Maharaj, Block and others decline ANC NEC nominations
More ANC bigwigs have declined nomination for the party's national executive committee, including the president's spin doctor Mac Maharaj.
On Tuesday, Deputy President Kgalema Motlanthe refused to be part of the ANC's highest decision-making body, and more big names followed suit.
President Jacob Zuma's government spokesperson Mac Maharaj, ANC Northern Cape chairperson John Block and trade union movement stalwart Jay Naidoo also declined nomination. National Planning Commission Minister Trevor Manuel had already expressed his wish to turn the nomination down.
Delegates at the Mangaung conference nominated 295 candidates for 80 NEC seats.
Motlanthe delivered an emotional farewell to delegates and thanked the party for giving him the opportunity to serve after suffering a humiliating defeat for the ANC's top position by Zuma on Tuesday.
While Zuma's supporters criticised Motlanthe for standing against Zuma, he believed that his decision was necessary in order to strengthen internal democracy in the ANC.
He wished the newly elected leaders well to carry out the mandate of the ANC to improve the lives of the poor and unite all South Africans.
"I wish you strength and wisdom in uniting the ANC and its leagues, the alliance and most important of all, all South Africans. One thing alone needs to be said, the ANC is the epitome of democracy and so we must continue to champion democracy in our country and the world over. We must continue to sharpen our ability to hear the cries of our people … attending to the economic challenges of unemployment, inequality and poverty, utilising the mandate given to us by our people. Our leaders were elected by the entire membership of the ANC. And so, as we continue with our deliberations in the commissions, keep that in mind, doing this work under the watch and guidance of the very capable leadership we have elected," Motlanthe said.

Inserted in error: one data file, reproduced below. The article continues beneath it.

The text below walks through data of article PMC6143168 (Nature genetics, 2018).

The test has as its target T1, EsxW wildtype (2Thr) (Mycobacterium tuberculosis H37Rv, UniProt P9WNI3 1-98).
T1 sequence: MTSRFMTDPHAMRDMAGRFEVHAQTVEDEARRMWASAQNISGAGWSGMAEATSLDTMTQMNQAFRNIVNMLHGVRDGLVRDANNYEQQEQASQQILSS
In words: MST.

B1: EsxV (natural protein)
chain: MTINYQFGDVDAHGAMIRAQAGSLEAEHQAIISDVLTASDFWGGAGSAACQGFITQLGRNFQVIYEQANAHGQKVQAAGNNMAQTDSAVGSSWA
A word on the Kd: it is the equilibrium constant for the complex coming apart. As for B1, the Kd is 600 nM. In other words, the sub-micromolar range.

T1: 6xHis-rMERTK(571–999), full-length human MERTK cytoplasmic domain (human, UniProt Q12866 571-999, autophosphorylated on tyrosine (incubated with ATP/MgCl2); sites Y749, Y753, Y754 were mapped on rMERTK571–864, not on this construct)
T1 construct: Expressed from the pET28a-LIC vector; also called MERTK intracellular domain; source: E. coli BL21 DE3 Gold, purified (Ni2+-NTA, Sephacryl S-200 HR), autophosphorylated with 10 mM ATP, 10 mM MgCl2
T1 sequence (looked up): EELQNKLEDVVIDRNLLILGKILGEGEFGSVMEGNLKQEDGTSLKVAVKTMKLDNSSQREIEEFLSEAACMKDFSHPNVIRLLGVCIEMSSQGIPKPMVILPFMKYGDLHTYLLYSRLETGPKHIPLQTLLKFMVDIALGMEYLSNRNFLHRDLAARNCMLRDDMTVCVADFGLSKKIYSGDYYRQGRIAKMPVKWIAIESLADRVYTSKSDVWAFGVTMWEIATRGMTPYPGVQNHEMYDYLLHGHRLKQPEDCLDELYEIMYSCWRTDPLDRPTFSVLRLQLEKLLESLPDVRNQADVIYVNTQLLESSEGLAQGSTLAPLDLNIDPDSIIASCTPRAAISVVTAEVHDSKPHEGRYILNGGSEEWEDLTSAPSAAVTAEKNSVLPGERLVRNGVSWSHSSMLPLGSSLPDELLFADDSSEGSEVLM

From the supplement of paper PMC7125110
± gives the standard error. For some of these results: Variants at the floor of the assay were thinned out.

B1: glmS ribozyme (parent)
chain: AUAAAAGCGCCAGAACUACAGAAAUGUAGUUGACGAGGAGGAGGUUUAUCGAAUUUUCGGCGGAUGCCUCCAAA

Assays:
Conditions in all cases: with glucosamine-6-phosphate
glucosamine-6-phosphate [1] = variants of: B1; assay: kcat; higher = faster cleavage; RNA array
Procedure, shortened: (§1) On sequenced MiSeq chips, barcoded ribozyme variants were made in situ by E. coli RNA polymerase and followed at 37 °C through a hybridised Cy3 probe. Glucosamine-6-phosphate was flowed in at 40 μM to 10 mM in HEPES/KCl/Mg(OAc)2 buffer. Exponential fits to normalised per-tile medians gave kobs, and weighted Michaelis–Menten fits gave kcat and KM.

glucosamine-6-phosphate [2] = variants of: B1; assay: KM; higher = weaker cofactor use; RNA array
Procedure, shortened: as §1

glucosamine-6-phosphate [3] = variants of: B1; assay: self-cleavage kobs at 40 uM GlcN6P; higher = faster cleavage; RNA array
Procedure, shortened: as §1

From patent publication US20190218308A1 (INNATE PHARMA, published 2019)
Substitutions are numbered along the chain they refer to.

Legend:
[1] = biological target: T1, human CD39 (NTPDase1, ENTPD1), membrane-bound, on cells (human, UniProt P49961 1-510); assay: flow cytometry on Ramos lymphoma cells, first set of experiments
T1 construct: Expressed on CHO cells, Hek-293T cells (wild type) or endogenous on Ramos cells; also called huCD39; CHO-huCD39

Former national police commissioner Bheki Cele stands a chance of reviving his political career if successfully elected. Others who made it to the list include Minister of Monitoring and Evaluation Collins Chabane, Sports and Recreation Minister Fikile Mbalula – who lost to Gwede Mantashe for the secretary general position, African Union commission chairperson Nkosazana Dlamini-Zuma, former director general in the presidency Frank Chikane, Public Enterprise Minister Malusi Gigaba, Finance Minister Pravin Gordhan, Science and Technology Minister Derek Hanekom, and Minister of Agriculture Tina Joemat-Pettersson.
Also nominated are some leaders who lost out in the race for the top six positions, such as former treasurer general Mathews Phosa, former deputy secretary general Thandi Modise and Gauteng ANC chairperson Paul Mashatile.
Congress of South African Trade Unions general secretary Zwelinzima Vavi, the National Union of Metalworkers of South Africa's general secretary Irvin Jim, and National Union of Mineworkers general secretary Frans Baleni did not accept nomination.
Free State ANC chairperson Ace Magashule also declined.
Gauteng premier Nomvula Mokonyane, Police Minister Nathi Mthethwa, former ANC Youth League treasurer Pule Mabe and Young Communist League secretary Buti Manamela's names received the loudest cheers as their names were read out by the party's electoral commission.
Former Gauteng local government minister Humprey Mmemezi, who was fired for misusing a state-issued credit card, also got cheers.
National Youth Development Agency chairperson Andile Lungisa and Limpopo Premier Cassel Mathale were booed by delegates when their names were announced.
Voting at the conference to elect the NEC members is due to take place on Tuesday night. – Additional reporting by Sapa, Newsfire